Do-It-Yourself projects are a cultural trend that has been around for a long time. There’s something about creating things with your hands that appeals to a lot of people. And in recent years, some have taken to building their own houses from scratch. The Internet is a great resource in that people can find guides and how-to videos to inform them on each stage of the process. It’s not rocket science, but it’s also not something you’d think a 13-year-old boy would be interested in doing.
Luke Thill is a 13-year-old from Dubuque, Iowa. Like any other teenage boy, he has lots of energy and is easily bored. But here’s where he sets himself apart: to cope with his boredom one summer, he decided to build a house in his parents’ backyard. The end result of this endeavor became so much more than he originally expected.
Luke set out to find the money and materials to complete his project, and first went to his parents for help. Though they approved of his efforts, they decided to let him do most of the work by himself. “It was a chance for a kid to do something more than play video games or sports,” said his dad Greg. “It teaches life lessons.” So how did Luke manage to get it done?
The teen cut neighbors’ lawns, raised funds online, and ran errands for people in his community as a trade-in for work or supplies. For example, a family friend who was an electrician helped him install the wiring in exchange for cleaning out his garage. Finally, he was able to gather enough money and materials to start building. Though it took him a lot longer than he anticipated…
One year later, Luke had raised $1,500 and collected enough stuff to begin building. He ended up using reclaimed or recycled materials for 75% of the house. In the process, he helped friends and neighbors get rid of unwanted things, like his uncle’s friend’s front door and many leftover items from his grandmother’s garage. Once building was firmly underway, he realized something that caught him by surprise.
Word of mouth had spread around town about the teen’s little venture. People were eager to know how he was doing so he decided to create a YouTube channel, where he kept viewers updated on his progress and also answered questions about the process. Before long, everyone in school knew his name, which might not have been the best thing for Luke at the time.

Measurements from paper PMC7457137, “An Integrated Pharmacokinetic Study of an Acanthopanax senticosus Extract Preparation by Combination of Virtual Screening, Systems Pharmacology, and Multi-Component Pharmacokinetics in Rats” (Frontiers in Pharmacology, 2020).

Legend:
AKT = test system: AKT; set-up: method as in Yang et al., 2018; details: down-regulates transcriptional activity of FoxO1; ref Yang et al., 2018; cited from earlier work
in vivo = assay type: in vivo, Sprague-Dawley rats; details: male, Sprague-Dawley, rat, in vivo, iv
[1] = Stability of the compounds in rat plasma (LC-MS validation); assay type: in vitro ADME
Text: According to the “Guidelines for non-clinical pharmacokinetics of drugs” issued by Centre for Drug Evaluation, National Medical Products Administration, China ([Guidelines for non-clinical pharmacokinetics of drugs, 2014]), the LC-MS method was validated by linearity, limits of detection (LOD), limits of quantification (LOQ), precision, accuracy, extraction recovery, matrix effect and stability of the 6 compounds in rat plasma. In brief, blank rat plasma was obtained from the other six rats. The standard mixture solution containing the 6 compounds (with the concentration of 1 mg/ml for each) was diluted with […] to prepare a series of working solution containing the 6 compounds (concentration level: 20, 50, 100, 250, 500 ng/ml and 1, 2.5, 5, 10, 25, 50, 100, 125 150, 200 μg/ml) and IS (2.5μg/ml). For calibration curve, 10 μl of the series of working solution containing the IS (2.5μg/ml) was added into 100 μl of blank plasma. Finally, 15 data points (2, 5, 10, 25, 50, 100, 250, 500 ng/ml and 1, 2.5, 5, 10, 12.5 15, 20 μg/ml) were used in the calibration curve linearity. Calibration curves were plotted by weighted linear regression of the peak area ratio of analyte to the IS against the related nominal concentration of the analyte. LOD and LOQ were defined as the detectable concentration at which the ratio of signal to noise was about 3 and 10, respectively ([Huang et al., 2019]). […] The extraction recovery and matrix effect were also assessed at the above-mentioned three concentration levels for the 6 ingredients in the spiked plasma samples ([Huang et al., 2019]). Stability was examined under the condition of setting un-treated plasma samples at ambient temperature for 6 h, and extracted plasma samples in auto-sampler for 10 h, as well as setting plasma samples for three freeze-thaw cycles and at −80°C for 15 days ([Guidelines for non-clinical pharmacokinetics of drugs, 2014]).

As his commitment and skill became clear to everyone, Luke was turning heads everywhere he went. Then, out of the blue, his principal called him into his office one day. “I don’t go there very often,” Luke said in one of his videos. “I’ve never gone there for anything bad.”
As it turned out, the principal was friends with a newspaper reporter from Indianapolis, who wanted to talk to the teen for a story. Despite the attention, Luke had to focus on finishing the project, and he still had obstacles to face before construction was done.
When creating the kitchen area for his tiny house, the teen decided to make a homemade countertop, using pieces of stained glass and liquid glaze. He researched the technique and studied YouTube videos of the process. But when time came to do it himself, the glaze leaked all through the mold. Though his idea failed, Luke did not let this deter him, and soon his perseverance paid off as he got an unexpected invitation.
The teen was contacted by a representative of TinyFest Midwest, a festival celebrating tiny houses and small living. They not only wanted Luke to attend, they also asked him to speak about the experience of building his tiny house. He was excited about preparing his speech since he’d recently earned a public speaking merit badge. And with the house almost finished, he’d soon be able to move in… except for one small detail.
Luke’s tiny house was finally done, as it had everything he would need to sleep, eat, and go about his day. Still, no house is complete without a few homely touches. After ensuring that his house was fully operational, he made sure the place looked warm and inviting. It had to look flawless. Afterall, now was the time to expose a year of hard work, not only to his family but to his entire fanbase and beyond.
Except he had one problem: the house had no toilet. The teen realized that installing plumbing was more than he could manage, but in the end he didn’t mind. “I liked the minimalism,” he told the Des Moines Register. Once the house was ready, he made a video tour that wowed everyone.